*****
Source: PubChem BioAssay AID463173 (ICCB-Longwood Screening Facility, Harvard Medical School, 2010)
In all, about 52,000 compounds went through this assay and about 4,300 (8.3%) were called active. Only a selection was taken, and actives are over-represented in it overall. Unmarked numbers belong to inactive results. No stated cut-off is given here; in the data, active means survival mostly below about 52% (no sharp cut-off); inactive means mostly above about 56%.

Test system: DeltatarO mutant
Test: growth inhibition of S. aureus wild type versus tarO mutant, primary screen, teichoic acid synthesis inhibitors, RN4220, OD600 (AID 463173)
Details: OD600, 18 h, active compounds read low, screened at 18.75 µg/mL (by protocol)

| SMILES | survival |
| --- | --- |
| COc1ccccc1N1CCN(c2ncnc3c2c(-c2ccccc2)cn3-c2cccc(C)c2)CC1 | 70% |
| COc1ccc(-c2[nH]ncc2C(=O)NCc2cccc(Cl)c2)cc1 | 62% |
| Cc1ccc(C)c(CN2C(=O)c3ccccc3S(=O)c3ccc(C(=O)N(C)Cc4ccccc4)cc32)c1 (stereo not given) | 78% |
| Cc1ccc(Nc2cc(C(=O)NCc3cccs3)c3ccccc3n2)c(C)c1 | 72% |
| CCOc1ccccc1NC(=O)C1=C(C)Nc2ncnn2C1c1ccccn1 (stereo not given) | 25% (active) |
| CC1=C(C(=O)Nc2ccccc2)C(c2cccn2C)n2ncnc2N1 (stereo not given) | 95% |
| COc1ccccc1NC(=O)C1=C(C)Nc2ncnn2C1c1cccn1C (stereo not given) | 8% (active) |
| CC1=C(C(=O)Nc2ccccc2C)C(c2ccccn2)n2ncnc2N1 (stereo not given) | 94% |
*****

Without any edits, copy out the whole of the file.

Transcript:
Source: PubChem BioAssay AID463173 (ICCB-Longwood Screening Facility, Harvard Medical School, 2010)
In all, about 52,000 compounds went through this assay and about 4,300 (8.3%) were called active. Only a selection was taken, and actives are over-represented in it overall. Unmarked numbers belong to inactive results. No stated cut-off is given here; in the data, active means survival mostly below about 52% (no sharp cut-off); inactive means mostly above about 56%.

Test system: DeltatarO mutant
Test: growth inhibition of S. aureus wild type versus tarO mutant, primary screen, teichoic acid synthesis inhibitors, RN4220, OD600 (AID 463173)
Details: OD600, 18 h, active compounds read low, screened at 18.75 µg/mL (by protocol)

| SMILES | survival |
| --- | --- |
| COc1ccccc1N1CCN(c2ncnc3c2c(-c2ccccc2)cn3-c2cccc(C)c2)CC1 | 70% |
| COc1ccc(-c2[nH]ncc2C(=O)NCc2cccc(Cl)c2)cc1 | 62% |
| Cc1ccc(C)c(CN2C(=O)c3ccccc3S(=O)c3ccc(C(=O)N(C)Cc4ccccc4)cc32)c1 (stereo not given) | 78% |
| Cc1ccc(Nc2cc(C(=O)NCc3cccs3)c3ccccc3n2)c(C)c1 | 72% |
| CCOc1ccccc1NC(=O)C1=C(C)Nc2ncnn2C1c1ccccn1 (stereo not given) | 25% (active) |
| CC1=C(C(=O)Nc2ccccc2)C(c2cccn2C)n2ncnc2N1 (stereo not given) | 95% |
| COc1ccccc1NC(=O)C1=C(C)Nc2ncnn2C1c1cccn1C (stereo not given) | 8% (active) |
| CC1=C(C(=O)Nc2ccccc2C)C(c2ccccn2)n2ncnc2N1 (stereo not given) | 94% |